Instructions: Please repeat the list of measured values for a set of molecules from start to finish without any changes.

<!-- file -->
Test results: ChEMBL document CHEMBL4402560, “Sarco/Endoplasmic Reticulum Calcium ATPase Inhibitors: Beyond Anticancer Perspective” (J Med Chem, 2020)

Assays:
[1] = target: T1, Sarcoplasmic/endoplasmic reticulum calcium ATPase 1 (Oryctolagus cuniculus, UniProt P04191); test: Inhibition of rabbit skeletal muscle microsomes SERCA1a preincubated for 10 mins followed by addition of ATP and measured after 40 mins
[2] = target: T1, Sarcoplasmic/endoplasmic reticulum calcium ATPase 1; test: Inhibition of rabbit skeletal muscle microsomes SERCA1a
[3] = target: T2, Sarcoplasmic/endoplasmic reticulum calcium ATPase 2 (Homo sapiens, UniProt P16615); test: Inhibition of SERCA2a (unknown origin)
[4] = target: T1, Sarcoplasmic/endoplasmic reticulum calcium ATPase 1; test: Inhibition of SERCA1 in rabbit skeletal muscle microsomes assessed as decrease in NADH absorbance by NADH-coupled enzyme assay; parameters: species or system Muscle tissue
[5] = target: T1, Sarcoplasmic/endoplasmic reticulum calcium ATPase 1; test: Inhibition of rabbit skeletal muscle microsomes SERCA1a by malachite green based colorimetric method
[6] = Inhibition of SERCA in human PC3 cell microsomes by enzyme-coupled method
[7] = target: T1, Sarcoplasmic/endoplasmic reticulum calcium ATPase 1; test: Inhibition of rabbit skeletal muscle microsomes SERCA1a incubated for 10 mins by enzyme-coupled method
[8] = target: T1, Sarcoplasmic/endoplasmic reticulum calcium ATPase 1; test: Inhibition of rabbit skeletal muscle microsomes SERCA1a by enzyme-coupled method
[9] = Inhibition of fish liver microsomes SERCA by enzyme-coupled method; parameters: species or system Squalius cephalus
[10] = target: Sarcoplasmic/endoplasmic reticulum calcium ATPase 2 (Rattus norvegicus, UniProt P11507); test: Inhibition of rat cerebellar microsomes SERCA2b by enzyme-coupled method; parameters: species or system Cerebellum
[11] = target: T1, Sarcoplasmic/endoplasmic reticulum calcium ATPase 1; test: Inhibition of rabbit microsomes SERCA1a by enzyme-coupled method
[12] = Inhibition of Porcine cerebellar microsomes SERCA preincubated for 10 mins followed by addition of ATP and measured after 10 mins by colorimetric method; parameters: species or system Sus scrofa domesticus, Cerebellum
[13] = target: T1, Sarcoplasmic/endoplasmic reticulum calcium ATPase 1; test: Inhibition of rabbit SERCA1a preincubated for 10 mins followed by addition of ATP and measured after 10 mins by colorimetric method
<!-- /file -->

Test results: ChEMBL document CHEMBL4402560, “Sarco/Endoplasmic Reticulum Calcium ATPase Inhibitors: Beyond Anticancer Perspective” (J Med Chem, 2020)

Assays:
[1] = target: T1, Sarcoplasmic/endoplasmic reticulum calcium ATPase 1 (Oryctolagus cuniculus, UniProt P04191); test: Inhibition of rabbit skeletal muscle microsomes SERCA1a preincubated for 10 mins followed by addition of ATP and measured after 40 mins
[2] = target: T1, Sarcoplasmic/endoplasmic reticulum calcium ATPase 1; test: Inhibition of rabbit skeletal muscle microsomes SERCA1a
[3] = target: T2, Sarcoplasmic/endoplasmic reticulum calcium ATPase 2 (Homo sapiens, UniProt P16615); test: Inhibition of SERCA2a (unknown origin)
[4] = target: T1, Sarcoplasmic/endoplasmic reticulum calcium ATPase 1; test: Inhibition of SERCA1 in rabbit skeletal muscle microsomes assessed as decrease in NADH absorbance by NADH-coupled enzyme assay; parameters: species or system Muscle tissue
[5] = target: T1, Sarcoplasmic/endoplasmic reticulum calcium ATPase 1; test: Inhibition of rabbit skeletal muscle microsomes SERCA1a by malachite green based colorimetric method
[6] = Inhibition of SERCA in human PC3 cell microsomes by enzyme-coupled method
[7] = target: T1, Sarcoplasmic/endoplasmic reticulum calcium ATPase 1; test: Inhibition of rabbit skeletal muscle microsomes SERCA1a incubated for 10 mins by enzyme-coupled method
[8] = target: T1, Sarcoplasmic/endoplasmic reticulum calcium ATPase 1; test: Inhibition of rabbit skeletal muscle microsomes SERCA1a by enzyme-coupled method
[9] = Inhibition of fish liver microsomes SERCA by enzyme-coupled method; parameters: species or system Squalius cephalus
[10] = target: Sarcoplasmic/endoplasmic reticulum calcium ATPase 2 (Rattus norvegicus, UniProt P11507); test: Inhibition of rat cerebellar microsomes SERCA2b by enzyme-coupled method; parameters: species or system Cerebellum
[11] = target: T1, Sarcoplasmic/endoplasmic reticulum calcium ATPase 1; test: Inhibition of rabbit microsomes SERCA1a by enzyme-coupled method
[12] = Inhibition of Porcine cerebellar microsomes SERCA preincubated for 10 mins followed by addition of ATP and measured after 10 mins by colorimetric method; parameters: species or system Sus scrofa domesticus, Cerebellum
[13] = target: T1, Sarcoplasmic/endoplasmic reticulum calcium ATPase 1; test: Inhibition of rabbit SERCA1a preincubated for 10 mins followed by addition of ATP and measured after 10 mins by colorimetric method